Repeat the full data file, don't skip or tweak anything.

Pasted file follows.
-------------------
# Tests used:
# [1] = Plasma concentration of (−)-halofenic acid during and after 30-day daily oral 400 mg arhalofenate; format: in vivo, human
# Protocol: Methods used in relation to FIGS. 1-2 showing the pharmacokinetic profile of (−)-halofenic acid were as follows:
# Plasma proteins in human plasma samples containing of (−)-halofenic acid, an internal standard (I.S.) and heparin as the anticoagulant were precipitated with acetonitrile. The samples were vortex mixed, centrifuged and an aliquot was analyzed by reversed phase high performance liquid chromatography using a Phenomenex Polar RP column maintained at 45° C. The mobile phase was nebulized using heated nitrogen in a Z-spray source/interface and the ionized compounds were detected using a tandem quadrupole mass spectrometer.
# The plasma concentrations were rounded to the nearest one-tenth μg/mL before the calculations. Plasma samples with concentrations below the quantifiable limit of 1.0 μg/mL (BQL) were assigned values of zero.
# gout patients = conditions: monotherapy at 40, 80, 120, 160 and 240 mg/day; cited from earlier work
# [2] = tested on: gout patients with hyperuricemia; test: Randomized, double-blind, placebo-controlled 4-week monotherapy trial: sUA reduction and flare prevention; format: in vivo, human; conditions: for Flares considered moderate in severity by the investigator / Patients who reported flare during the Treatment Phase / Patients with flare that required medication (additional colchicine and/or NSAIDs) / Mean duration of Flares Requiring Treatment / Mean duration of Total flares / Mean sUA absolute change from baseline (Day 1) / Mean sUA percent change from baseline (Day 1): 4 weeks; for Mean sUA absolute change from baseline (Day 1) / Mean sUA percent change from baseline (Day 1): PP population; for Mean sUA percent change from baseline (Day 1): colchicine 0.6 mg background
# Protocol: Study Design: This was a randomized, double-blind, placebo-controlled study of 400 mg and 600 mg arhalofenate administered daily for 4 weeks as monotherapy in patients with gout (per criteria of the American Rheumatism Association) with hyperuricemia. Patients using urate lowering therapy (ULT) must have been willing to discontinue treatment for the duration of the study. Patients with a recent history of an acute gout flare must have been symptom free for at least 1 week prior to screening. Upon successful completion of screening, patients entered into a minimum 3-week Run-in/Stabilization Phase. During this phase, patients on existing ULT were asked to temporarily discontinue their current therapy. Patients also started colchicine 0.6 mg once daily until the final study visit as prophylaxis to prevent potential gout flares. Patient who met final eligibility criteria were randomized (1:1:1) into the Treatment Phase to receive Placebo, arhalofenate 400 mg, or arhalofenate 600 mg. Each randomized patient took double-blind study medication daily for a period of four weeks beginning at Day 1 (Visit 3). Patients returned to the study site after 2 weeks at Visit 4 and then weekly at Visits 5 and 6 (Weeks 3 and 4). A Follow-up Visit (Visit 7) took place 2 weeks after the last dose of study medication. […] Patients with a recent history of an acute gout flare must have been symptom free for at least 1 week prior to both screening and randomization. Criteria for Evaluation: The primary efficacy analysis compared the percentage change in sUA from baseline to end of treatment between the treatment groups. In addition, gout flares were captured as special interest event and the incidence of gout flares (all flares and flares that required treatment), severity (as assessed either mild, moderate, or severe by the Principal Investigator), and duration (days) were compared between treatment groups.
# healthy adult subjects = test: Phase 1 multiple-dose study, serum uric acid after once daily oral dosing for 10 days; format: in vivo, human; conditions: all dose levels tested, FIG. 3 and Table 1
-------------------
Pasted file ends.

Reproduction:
# Tests used:
# [1] = Plasma concentration of (−)-halofenic acid during and after 30-day daily oral 400 mg arhalofenate; format: in vivo, human
# Protocol: Methods used in relation to FIGS. 1-2 showing the pharmacokinetic profile of (−)-halofenic acid were as follows:
# Plasma proteins in human plasma samples containing of (−)-halofenic acid, an internal standard (I.S.) and heparin as the anticoagulant were precipitated with acetonitrile. The samples were vortex mixed, centrifuged and an aliquot was analyzed by reversed phase high performance liquid chromatography using a Phenomenex Polar RP column maintained at 45° C. The mobile phase was nebulized using heated nitrogen in a Z-spray source/interface and the ionized compounds were detected using a tandem quadrupole mass spectrometer.
# The plasma concentrations were rounded to the nearest one-tenth μg/mL before the calculations. Plasma samples with concentrations below the quantifiable limit of 1.0 μg/mL (BQL) were assigned values of zero.
# gout patients = conditions: monotherapy at 40, 80, 120, 160 and 240 mg/day; cited from earlier work
# [2] = tested on: gout patients with hyperuricemia; test: Randomized, double-blind, placebo-controlled 4-week monotherapy trial: sUA reduction and flare prevention; format: in vivo, human; conditions: for Flares considered moderate in severity by the investigator / Patients who reported flare during the Treatment Phase / Patients with flare that required medication (additional colchicine and/or NSAIDs) / Mean duration of Flares Requiring Treatment / Mean duration of Total flares / Mean sUA absolute change from baseline (Day 1) / Mean sUA percent change from baseline (Day 1): 4 weeks; for Mean sUA absolute change from baseline (Day 1) / Mean sUA percent change from baseline (Day 1): PP population; for Mean sUA percent change from baseline (Day 1): colchicine 0.6 mg background
# Protocol: Study Design: This was a randomized, double-blind, placebo-controlled study of 400 mg and 600 mg arhalofenate administered daily for 4 weeks as monotherapy in patients with gout (per criteria of the American Rheumatism Association) with hyperuricemia. Patients using urate lowering therapy (ULT) must have been willing to discontinue treatment for the duration of the study. Patients with a recent history of an acute gout flare must have been symptom free for at least 1 week prior to screening. Upon successful completion of screening, patients entered into a minimum 3-week Run-in/Stabilization Phase. During this phase, patients on existing ULT were asked to temporarily discontinue their current therapy. Patients also started colchicine 0.6 mg once daily until the final study visit as prophylaxis to prevent potential gout flares. Patient who met final eligibility criteria were randomized (1:1:1) into the Treatment Phase to receive Placebo, arhalofenate 400 mg, or arhalofenate 600 mg. Each randomized patient took double-blind study medication daily for a period of four weeks beginning at Day 1 (Visit 3). Patients returned to the study site after 2 weeks at Visit 4 and then weekly at Visits 5 and 6 (Weeks 3 and 4). A Follow-up Visit (Visit 7) took place 2 weeks after the last dose of study medication. […] Patients with a recent history of an acute gout flare must have been symptom free for at least 1 week prior to both screening and randomization. Criteria for Evaluation: The primary efficacy analysis compared the percentage change in sUA from baseline to end of treatment between the treatment groups. In addition, gout flares were captured as special interest event and the incidence of gout flares (all flares and flares that required treatment), severity (as assessed either mild, moderate, or severe by the Principal Investigator), and duration (days) were compared between treatment groups.
# healthy adult subjects = test: Phase 1 multiple-dose study, serum uric acid after once daily oral dosing for 10 days; format: in vivo, human; conditions: all dose levels tested, FIG. 3 and Table 1